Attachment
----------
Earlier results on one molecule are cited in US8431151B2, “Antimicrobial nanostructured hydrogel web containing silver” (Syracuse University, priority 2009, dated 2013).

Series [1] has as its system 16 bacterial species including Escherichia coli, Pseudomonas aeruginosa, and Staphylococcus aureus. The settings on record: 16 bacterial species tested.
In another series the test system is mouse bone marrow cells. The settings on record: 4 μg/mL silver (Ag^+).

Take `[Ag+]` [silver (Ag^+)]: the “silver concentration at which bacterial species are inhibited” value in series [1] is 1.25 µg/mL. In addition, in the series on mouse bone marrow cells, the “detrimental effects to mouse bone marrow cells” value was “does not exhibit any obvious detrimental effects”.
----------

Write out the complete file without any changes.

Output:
Earlier results on one molecule are cited in US8431151B2, “Antimicrobial nanostructured hydrogel web containing silver” (Syracuse University, priority 2009, dated 2013).

Series [1] has as its system 16 bacterial species including Escherichia coli, Pseudomonas aeruginosa, and Staphylococcus aureus. The settings on record: 16 bacterial species tested.
In another series the test system is mouse bone marrow cells. The settings on record: 4 μg/mL silver (Ag^+).

Take `[Ag+]` [silver (Ag^+)]: the “silver concentration at which bacterial species are inhibited” value in series [1] is 1.25 µg/mL. In addition, in the series on mouse bone marrow cells, the “detrimental effects to mouse bone marrow cells” value was “does not exhibit any obvious detrimental effects”.